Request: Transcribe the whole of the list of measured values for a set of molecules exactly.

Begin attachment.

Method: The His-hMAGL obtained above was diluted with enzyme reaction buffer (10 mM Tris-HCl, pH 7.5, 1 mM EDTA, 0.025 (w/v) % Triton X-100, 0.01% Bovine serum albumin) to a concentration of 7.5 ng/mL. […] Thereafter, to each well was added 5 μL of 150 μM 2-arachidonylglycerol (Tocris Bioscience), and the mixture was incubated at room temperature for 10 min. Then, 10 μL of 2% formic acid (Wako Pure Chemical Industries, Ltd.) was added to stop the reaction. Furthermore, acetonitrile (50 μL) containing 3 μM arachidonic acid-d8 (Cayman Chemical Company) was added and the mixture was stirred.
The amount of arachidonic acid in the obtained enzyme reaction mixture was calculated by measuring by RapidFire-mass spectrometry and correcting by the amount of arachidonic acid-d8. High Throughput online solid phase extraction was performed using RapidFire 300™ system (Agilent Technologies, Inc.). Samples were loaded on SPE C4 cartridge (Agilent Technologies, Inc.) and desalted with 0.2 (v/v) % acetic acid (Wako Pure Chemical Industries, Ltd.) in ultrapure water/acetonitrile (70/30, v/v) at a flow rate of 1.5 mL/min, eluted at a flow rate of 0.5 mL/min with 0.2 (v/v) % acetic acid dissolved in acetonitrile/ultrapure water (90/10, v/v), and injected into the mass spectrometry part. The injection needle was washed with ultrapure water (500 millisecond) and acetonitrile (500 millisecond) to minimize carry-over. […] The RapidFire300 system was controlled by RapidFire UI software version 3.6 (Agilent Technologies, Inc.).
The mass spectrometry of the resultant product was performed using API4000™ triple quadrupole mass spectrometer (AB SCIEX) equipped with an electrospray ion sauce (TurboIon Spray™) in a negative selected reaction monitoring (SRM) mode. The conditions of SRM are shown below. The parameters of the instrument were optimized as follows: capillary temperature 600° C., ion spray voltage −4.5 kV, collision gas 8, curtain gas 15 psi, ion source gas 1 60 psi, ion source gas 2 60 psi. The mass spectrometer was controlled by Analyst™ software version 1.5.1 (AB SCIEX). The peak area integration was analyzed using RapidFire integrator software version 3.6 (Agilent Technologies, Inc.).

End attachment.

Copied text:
Method: The His-hMAGL obtained above was diluted with enzyme reaction buffer (10 mM Tris-HCl, pH 7.5, 1 mM EDTA, 0.025 (w/v) % Triton X-100, 0.01% Bovine serum albumin) to a concentration of 7.5 ng/mL. […] Thereafter, to each well was added 5 μL of 150 μM 2-arachidonylglycerol (Tocris Bioscience), and the mixture was incubated at room temperature for 10 min. Then, 10 μL of 2% formic acid (Wako Pure Chemical Industries, Ltd.) was added to stop the reaction. Furthermore, acetonitrile (50 μL) containing 3 μM arachidonic acid-d8 (Cayman Chemical Company) was added and the mixture was stirred.
The amount of arachidonic acid in the obtained enzyme reaction mixture was calculated by measuring by RapidFire-mass spectrometry and correcting by the amount of arachidonic acid-d8. High Throughput online solid phase extraction was performed using RapidFire 300™ system (Agilent Technologies, Inc.). Samples were loaded on SPE C4 cartridge (Agilent Technologies, Inc.) and desalted with 0.2 (v/v) % acetic acid (Wako Pure Chemical Industries, Ltd.) in ultrapure water/acetonitrile (70/30, v/v) at a flow rate of 1.5 mL/min, eluted at a flow rate of 0.5 mL/min with 0.2 (v/v) % acetic acid dissolved in acetonitrile/ultrapure water (90/10, v/v), and injected into the mass spectrometry part. The injection needle was washed with ultrapure water (500 millisecond) and acetonitrile (500 millisecond) to minimize carry-over. […] The RapidFire300 system was controlled by RapidFire UI software version 3.6 (Agilent Technologies, Inc.).
The mass spectrometry of the resultant product was performed using API4000™ triple quadrupole mass spectrometer (AB SCIEX) equipped with an electrospray ion sauce (TurboIon Spray™) in a negative selected reaction monitoring (SRM) mode. The conditions of SRM are shown below. The parameters of the instrument were optimized as follows: capillary temperature 600° C., ion spray voltage −4.5 kV, collision gas 8, curtain gas 15 psi, ion source gas 1 60 psi, ion source gas 2 60 psi. The mass spectrometer was controlled by Analyst™ software version 1.5.1 (AB SCIEX). The peak area integration was analyzed using RapidFire integrator software version 3.6 (Agilent Technologies, Inc.).